We first noticed it about nine miles out. Rain seemed to be coming. Then it resolved into a dust formation.
“What a swell picture,” Harry said. We stopped at a knoll, took several pictures, then turned the car around for flight.
The great cloud of dust rose a thousand feet into the air, blue gray. In front of it were six or seven whirling columns of dust, drifting up like cigar smoke.
We went down the road about 60 miles an hour to keep ahead of it. We had seen an old couple at a dilapidated farm house, and stopped there to warn them, but they had already gone.
Speeding on, the car was suddenly engulfed by a flank movement of the cloud. Momentarily the road glimmered ahead like a ribbon of light in a tunnel, then the dust closed it. It became absolutely black as night. We slammed on the brakes and turned on the car lights. Exploring by touch, we found the car in a dust drift.
Backing out and keeping a door open to watch the edge of the highway, we took two hours to move the remaining six miles into Boise City. En route we picked up Jack Atkins of Hunter, Colo., his wife and three children from their stalled car. “Without doubt,” said Atkins, “this is the worst blow that ever hit this section.”
Undoubtedly hundreds of cars were stalled throughout the area by the dust, seemingly semi-solid in the darkness.
Lights can barely be seen across the street. It took the storm just one hour 45 minutes to travel the 105 miles airline from Boise City to Amarillo, Texas.
The funeral procession of Mrs. Loumiza Lucas, enroute from Boise City to Texhoma, Okla., was caught eight miles out and forced to turn back. Mrs. Lucas was the mother of Fred Lucas, well known Texhoma rancher, and E..W. Lucas of Boise City.
Half a dozen small boys and girls sought by police as missing were found to have been lost on the way from their home—they started when skies were clear—to a drug store.
from Lubbock Evening Journal, April 15, 1935
ANOTHER DUST BLOW FELT
FOUR STATES STRUCK SUNDAY; TRAFFIC IS BADLY HAMPERED
By the Associated Press
Residents of the southwestern dust bowl marked up another black duster today and wondered how long it would be before another one came along. Already cheered by two days of clear skies and a respite from the choking silt and sand, they were enjoying what started out to be a balmy Sunday when the duster swept out of the north over western Kansas and eastern Colorado, and rushed on over the Oklahoma Panhandle and into Texas.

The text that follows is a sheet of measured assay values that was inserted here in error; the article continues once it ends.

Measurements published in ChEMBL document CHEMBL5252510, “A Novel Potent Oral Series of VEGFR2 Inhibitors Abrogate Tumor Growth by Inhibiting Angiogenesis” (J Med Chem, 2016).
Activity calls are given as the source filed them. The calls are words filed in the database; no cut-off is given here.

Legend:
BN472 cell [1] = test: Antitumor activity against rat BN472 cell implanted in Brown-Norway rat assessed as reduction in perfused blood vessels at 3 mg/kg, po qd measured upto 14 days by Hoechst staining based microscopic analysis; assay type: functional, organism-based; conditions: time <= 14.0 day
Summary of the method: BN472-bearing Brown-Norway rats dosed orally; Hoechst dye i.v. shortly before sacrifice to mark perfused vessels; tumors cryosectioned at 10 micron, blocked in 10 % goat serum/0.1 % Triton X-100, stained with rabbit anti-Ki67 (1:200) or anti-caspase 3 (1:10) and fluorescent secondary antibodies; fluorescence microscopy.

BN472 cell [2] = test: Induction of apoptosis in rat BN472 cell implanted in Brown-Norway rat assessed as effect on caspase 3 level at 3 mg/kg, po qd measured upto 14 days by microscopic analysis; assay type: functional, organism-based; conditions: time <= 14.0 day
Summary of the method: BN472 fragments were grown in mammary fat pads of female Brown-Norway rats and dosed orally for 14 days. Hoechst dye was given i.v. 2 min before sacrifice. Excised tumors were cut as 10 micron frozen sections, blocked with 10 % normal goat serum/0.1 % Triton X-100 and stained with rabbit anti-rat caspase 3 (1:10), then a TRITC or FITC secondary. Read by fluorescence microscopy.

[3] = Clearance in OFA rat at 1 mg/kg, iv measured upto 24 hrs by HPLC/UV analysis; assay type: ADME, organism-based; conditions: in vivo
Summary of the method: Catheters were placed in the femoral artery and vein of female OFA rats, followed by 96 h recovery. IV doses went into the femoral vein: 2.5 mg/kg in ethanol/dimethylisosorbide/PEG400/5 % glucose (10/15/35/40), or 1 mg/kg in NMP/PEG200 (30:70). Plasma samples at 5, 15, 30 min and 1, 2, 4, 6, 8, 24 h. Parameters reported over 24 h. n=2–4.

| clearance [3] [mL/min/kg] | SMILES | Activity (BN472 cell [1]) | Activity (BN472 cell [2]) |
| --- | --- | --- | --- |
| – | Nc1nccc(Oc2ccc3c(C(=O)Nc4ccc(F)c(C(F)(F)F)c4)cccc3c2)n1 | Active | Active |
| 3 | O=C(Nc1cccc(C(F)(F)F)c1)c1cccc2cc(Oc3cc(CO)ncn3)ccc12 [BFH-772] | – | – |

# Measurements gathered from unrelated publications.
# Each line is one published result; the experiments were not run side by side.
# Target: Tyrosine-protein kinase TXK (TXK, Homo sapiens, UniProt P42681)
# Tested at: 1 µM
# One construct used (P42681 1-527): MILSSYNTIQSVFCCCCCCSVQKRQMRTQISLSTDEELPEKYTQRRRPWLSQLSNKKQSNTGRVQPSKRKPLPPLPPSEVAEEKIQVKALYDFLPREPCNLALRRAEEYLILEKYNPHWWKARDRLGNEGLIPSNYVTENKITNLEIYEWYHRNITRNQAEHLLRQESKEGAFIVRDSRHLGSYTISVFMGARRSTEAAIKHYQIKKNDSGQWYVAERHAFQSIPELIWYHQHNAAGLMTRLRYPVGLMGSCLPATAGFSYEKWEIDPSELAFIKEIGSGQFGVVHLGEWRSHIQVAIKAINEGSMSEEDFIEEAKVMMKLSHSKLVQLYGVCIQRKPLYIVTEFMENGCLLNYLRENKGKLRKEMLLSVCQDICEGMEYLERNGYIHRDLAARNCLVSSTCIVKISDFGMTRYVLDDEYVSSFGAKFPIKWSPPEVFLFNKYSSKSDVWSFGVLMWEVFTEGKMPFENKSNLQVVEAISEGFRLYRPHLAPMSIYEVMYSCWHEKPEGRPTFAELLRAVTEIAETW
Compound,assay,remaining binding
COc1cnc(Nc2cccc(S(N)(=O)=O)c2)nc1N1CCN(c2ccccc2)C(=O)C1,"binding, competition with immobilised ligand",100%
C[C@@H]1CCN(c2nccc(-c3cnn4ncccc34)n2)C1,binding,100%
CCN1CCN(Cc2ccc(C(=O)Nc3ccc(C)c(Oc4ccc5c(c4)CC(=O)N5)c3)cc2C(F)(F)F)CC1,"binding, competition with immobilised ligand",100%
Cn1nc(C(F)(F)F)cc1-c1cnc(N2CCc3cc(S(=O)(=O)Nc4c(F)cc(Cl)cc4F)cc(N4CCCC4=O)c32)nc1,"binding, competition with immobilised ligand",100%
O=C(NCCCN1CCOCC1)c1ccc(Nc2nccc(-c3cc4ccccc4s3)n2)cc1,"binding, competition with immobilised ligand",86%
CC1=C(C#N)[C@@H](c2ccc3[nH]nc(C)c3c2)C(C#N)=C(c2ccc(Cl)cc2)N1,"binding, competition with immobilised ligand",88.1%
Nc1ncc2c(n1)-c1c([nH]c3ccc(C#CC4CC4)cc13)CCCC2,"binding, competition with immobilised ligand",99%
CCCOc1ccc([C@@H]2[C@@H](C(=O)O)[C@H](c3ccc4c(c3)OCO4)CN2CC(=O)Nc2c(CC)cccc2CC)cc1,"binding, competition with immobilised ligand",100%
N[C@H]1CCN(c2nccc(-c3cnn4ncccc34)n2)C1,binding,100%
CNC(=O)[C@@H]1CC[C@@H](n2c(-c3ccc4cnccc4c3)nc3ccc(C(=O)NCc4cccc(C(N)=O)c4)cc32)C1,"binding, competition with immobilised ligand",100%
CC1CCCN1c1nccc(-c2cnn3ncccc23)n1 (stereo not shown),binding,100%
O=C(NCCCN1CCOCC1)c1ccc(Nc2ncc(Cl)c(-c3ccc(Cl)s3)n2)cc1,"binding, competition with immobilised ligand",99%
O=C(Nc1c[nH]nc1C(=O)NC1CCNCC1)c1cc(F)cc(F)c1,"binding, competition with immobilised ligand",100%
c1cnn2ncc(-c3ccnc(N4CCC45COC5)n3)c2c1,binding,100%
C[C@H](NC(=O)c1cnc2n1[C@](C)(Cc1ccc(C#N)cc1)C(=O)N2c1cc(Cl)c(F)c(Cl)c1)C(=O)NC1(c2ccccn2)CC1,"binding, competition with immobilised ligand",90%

Motorists Are Caught
Hundreds of Sunday motorists were caught when the dense black cloud bore down upon them at a rate of 60 miles an hour. Some Oklahomans rushed for their storm cellars as day was turned into night. Many motorists who attempted to drive through the cloud of stinging gravel and sand, found that static electricity, generated by the dust particles, had disrupted the ignition systems of their engines.
Pictures and Photos from the Dust Bowl and Black Sunday Dust Storm
|Boy covers his face as he is caught in a dust storm|
|Rabbit plague – rabbits at the watering hole|
|Thousands of dead rabbits after a rabbit roundup|
|Dust storm blowing into town|
|Dust storm rolling into the plains|
|Car fleeing as dust storm rolls in|
|Dust storm rolling into a small community|
|Storm rolling into the plains of Colorado|
|Family in the High Plains|
|Black Sunday dust storm in Oklahoma|
|Erosion in the High Plains|
|Car fleeing as a dust storm is rolling in|
|Enormous black storm arrives in Kansas|
|Black Sunday storm|
|Dust storm in town|
|Huge black wall of dust – a Black Blizzard|
|Dust storm over town (rare color photograph)|
|Storm in Pampa Texas on April 14, 1935 – Black Sunday|
|Dust storm in Spearman Texas – Black Sunday|
|Dust storm in Eclhart Kansas in 1937|
|Family car packed up and leaving Oklahoma in 1938|
|Farmer making repairs|
|Farm buried in dust|
|Car and farm equipment covered in dirt|
|Tractor covered in dust|
|Farmer checking his crop|
|Family fleeing the storm|
|Farmer repairing the fence|
|Fenceline almost completely covered with dirt|
|Farm house buried under dirt|